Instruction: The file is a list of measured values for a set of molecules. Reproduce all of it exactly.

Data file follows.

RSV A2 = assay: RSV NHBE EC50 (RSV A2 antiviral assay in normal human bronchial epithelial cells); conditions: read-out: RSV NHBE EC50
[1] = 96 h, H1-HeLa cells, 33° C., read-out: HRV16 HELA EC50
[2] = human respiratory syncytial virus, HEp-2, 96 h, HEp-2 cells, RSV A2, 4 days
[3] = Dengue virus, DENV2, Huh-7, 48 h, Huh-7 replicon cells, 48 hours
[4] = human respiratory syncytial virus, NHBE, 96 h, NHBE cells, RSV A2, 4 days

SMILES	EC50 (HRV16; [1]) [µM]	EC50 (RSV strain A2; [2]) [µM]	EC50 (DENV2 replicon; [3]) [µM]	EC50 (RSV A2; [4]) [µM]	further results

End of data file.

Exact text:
RSV A2 = assay: RSV NHBE EC50 (RSV A2 antiviral assay in normal human bronchial epithelial cells); conditions: read-out: RSV NHBE EC50
[1] = 96 h, H1-HeLa cells, 33° C., read-out: HRV16 HELA EC50
[2] = human respiratory syncytial virus, HEp-2, 96 h, HEp-2 cells, RSV A2, 4 days
[3] = Dengue virus, DENV2, Huh-7, 48 h, Huh-7 replicon cells, 48 hours
[4] = human respiratory syncytial virus, NHBE, 96 h, NHBE cells, RSV A2, 4 days

SMILES	EC50 (HRV16; [1]) [µM]	EC50 (RSV strain A2; [2]) [µM]	EC50 (DENV2 replicon; [3]) [µM]	EC50 (RSV A2; [4]) [µM]	further results